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Lane Sutton

Lane Sutton

Marketing & Employer Brand Strategist, Speaker, Student, and Digital Native

How did you find your way into TA, what’s your story?

Like most people, I don’t think I grew up dreaming I would work in HR. I was approached by Sprinklr, a social media software company with an opportunity to run their social recruiting. I was like, “Ok, you’re a social media company, and I’ve got a lot of experience with social media, but I’ve never done recruiting. I don’t know how to recruit. I don’t speak the language, what do you think? Is this still an opportunity worth pursuing?”

I spoke to their whole team —the recruiting director, HR— I came down to New York which is where they’re headquartered, and we just talked about the Sprinklr platform. We discussed how we could leverage it by putting a recruiting spin on what their marketing team was already doing with social media, basically using it for recruiting. I thought it was the coolest thing in the world!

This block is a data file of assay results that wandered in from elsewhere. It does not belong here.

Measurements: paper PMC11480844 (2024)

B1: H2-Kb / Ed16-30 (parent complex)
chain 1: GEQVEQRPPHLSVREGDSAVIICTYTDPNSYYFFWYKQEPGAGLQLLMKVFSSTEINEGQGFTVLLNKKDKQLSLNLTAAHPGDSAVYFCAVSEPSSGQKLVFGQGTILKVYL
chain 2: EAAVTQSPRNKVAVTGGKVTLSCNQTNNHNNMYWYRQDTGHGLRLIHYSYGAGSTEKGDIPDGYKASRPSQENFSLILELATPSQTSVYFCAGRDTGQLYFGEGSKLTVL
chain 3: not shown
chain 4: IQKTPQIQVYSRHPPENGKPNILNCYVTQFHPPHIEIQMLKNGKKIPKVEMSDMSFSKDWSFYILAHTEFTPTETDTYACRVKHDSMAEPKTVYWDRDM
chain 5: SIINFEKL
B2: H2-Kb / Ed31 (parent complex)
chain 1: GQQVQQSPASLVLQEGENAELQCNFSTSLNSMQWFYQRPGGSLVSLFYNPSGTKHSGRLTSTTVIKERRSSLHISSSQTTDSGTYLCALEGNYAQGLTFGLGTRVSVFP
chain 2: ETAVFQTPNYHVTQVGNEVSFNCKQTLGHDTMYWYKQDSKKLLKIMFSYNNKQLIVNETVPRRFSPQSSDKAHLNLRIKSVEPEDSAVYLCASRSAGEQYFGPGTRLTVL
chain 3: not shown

Tell me more about that, your early years.

I started in Marketing when I was 12, consulting on social media. I went around speaking at different colleges, conferences and had my first internship at 16, focused on inbound marketing. Got to know and love it, but I started to feel that marketing was becoming saturated. I discovered social recruiting and said, “Wow, ok, here’s a new community that’s forming; these people are still new on their paths.” I went to a social recruiting strategies conference and got to meet some really cool folks who all supported me; they’re like “wow, ok, you’re really young!” — at the time I was 18. I found people who cheered me on a bit, were like “you should meet so-and-so,” talked to a bunch of people . . . this community is really special. You’re hooking someone up with a career, it’s not just a job, so there’s a lot of passion in this field. I love it.

What works best to engage and nurture candidates?